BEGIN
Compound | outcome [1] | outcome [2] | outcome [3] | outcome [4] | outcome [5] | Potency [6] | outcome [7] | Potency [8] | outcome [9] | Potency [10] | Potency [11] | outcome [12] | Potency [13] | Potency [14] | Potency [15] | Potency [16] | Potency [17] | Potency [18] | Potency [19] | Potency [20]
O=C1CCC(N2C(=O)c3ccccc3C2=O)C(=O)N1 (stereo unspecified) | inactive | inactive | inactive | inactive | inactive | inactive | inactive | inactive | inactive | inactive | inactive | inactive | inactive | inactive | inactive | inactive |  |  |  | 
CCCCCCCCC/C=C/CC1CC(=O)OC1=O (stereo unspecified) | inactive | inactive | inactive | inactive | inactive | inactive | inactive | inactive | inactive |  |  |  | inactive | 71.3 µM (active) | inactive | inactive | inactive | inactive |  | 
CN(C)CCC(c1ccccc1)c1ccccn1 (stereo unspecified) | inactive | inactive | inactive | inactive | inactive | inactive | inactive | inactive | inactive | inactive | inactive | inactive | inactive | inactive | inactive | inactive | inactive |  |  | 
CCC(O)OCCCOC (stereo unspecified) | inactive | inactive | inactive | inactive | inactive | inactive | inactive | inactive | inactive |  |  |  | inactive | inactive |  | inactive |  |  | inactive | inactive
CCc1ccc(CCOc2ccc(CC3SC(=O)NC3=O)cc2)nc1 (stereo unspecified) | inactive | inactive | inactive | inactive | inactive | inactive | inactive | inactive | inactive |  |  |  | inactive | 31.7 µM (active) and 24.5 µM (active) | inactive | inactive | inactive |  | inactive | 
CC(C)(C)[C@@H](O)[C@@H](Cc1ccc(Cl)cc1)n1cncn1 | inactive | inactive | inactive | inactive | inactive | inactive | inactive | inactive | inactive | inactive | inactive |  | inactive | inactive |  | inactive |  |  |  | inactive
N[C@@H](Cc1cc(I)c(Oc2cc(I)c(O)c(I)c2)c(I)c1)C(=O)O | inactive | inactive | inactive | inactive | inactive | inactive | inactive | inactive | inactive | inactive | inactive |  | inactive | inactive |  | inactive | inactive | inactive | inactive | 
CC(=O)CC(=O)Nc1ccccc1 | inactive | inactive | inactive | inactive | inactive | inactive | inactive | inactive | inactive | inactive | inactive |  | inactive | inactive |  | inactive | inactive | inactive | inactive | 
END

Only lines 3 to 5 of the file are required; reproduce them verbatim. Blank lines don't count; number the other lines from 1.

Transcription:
CCCCCCCCC/C=C/CC1CC(=O)OC1=O (stereo unspecified) | inactive | inactive | inactive | inactive | inactive | inactive | inactive | inactive | inactive |  |  |  | inactive | 71.3 µM (active) | inactive | inactive | inactive | inactive |  | 
CN(C)CCC(c1ccccc1)c1ccccn1 (stereo unspecified) | inactive | inactive | inactive | inactive | inactive | inactive | inactive | inactive | inactive | inactive | inactive | inactive | inactive | inactive | inactive | inactive | inactive |  |  | 
CCC(O)OCCCOC (stereo unspecified) | inactive | inactive | inactive | inactive | inactive | inactive | inactive | inactive | inactive |  |  |  | inactive | inactive |  | inactive |  |  | inactive | inactive